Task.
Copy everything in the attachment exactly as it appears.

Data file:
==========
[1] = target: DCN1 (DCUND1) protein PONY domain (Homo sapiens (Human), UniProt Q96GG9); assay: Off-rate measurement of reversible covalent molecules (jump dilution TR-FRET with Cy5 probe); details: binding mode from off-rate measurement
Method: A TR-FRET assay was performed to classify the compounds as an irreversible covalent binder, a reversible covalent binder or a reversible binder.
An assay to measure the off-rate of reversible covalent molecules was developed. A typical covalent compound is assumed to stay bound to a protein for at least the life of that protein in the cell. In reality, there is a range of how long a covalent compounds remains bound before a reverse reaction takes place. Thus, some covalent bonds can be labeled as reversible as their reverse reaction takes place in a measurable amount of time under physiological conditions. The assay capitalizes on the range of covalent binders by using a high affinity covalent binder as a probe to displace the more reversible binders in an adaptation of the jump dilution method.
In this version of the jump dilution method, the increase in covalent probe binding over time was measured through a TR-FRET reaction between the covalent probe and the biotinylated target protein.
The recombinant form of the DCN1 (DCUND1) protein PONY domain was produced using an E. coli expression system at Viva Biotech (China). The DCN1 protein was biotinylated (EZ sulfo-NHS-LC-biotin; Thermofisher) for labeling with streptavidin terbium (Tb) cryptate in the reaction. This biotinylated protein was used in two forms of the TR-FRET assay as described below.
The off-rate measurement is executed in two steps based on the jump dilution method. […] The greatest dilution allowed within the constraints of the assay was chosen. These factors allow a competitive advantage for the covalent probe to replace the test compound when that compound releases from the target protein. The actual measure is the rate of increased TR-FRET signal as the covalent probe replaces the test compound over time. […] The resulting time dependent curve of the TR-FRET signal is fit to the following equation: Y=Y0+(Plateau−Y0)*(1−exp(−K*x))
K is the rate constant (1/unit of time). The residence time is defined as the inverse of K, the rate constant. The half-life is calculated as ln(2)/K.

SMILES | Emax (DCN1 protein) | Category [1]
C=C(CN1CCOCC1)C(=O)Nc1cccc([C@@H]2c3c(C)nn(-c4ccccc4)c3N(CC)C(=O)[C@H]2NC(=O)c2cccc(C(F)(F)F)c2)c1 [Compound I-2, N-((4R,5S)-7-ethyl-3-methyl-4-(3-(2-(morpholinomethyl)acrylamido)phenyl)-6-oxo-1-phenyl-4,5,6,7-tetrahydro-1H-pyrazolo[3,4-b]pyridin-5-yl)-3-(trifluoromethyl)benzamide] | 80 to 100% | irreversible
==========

[1] = target: DCN1 (DCUND1) protein PONY domain (Homo sapiens (Human), UniProt Q96GG9); assay: Off-rate measurement of reversible covalent molecules (jump dilution TR-FRET with Cy5 probe); details: binding mode from off-rate measurement
Method: A TR-FRET assay was performed to classify the compounds as an irreversible covalent binder, a reversible covalent binder or a reversible binder.
An assay to measure the off-rate of reversible covalent molecules was developed. A typical covalent compound is assumed to stay bound to a protein for at least the life of that protein in the cell. In reality, there is a range of how long a covalent compounds remains bound before a reverse reaction takes place. Thus, some covalent bonds can be labeled as reversible as their reverse reaction takes place in a measurable amount of time under physiological conditions. The assay capitalizes on the range of covalent binders by using a high affinity covalent binder as a probe to displace the more reversible binders in an adaptation of the jump dilution method.
In this version of the jump dilution method, the increase in covalent probe binding over time was measured through a TR-FRET reaction between the covalent probe and the biotinylated target protein.
The recombinant form of the DCN1 (DCUND1) protein PONY domain was produced using an E. coli expression system at Viva Biotech (China). The DCN1 protein was biotinylated (EZ sulfo-NHS-LC-biotin; Thermofisher) for labeling with streptavidin terbium (Tb) cryptate in the reaction. This biotinylated protein was used in two forms of the TR-FRET assay as described below.
The off-rate measurement is executed in two steps based on the jump dilution method. […] The greatest dilution allowed within the constraints of the assay was chosen. These factors allow a competitive advantage for the covalent probe to replace the test compound when that compound releases from the target protein. The actual measure is the rate of increased TR-FRET signal as the covalent probe replaces the test compound over time. […] The resulting time dependent curve of the TR-FRET signal is fit to the following equation: Y=Y0+(Plateau−Y0)*(1−exp(−K*x))
K is the rate constant (1/unit of time). The residence time is defined as the inverse of K, the rate constant. The half-life is calculated as ln(2)/K.

SMILES | Emax (DCN1 protein) | Category [1]
C=C(CN1CCOCC1)C(=O)Nc1cccc([C@@H]2c3c(C)nn(-c4ccccc4)c3N(CC)C(=O)[C@H]2NC(=O)c2cccc(C(F)(F)F)c2)c1 [Compound I-2, N-((4R,5S)-7-ethyl-3-methyl-4-(3-(2-(morpholinomethyl)acrylamido)phenyl)-6-oxo-1-phenyl-4,5,6,7-tetrahydro-1H-pyrazolo[3,4-b]pyridin-5-yl)-3-(trifluoromethyl)benzamide] | 80 to 100% | irreversible